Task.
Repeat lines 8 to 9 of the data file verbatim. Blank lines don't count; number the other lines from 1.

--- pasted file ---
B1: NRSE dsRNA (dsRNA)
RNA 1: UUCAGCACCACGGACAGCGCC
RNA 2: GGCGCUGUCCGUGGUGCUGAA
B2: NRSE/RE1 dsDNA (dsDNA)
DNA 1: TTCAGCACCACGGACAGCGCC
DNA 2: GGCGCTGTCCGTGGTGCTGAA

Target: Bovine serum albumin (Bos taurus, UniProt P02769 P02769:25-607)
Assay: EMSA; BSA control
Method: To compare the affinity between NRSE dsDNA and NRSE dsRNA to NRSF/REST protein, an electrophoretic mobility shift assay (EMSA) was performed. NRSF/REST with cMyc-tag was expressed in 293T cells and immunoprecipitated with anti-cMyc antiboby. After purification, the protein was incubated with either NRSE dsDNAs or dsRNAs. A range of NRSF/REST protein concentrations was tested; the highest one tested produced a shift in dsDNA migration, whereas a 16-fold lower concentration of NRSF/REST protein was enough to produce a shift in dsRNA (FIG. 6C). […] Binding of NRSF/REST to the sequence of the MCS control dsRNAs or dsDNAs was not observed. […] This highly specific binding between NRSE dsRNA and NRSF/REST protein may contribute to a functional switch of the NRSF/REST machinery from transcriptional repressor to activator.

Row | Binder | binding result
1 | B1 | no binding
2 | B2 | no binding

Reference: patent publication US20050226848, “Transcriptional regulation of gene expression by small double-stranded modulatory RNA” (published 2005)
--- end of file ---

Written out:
Assay: EMSA; BSA control
Method: To compare the affinity between NRSE dsDNA and NRSE dsRNA to NRSF/REST protein, an electrophoretic mobility shift assay (EMSA) was performed. NRSF/REST with cMyc-tag was expressed in 293T cells and immunoprecipitated with anti-cMyc antiboby. After purification, the protein was incubated with either NRSE dsDNAs or dsRNAs. A range of NRSF/REST protein concentrations was tested; the highest one tested produced a shift in dsDNA migration, whereas a 16-fold lower concentration of NRSF/REST protein was enough to produce a shift in dsRNA (FIG. 6C). […] Binding of NRSF/REST to the sequence of the MCS control dsRNAs or dsDNAs was not observed. […] This highly specific binding between NRSE dsRNA and NRSF/REST protein may contribute to a functional switch of the NRSF/REST machinery from transcriptional repressor to activator.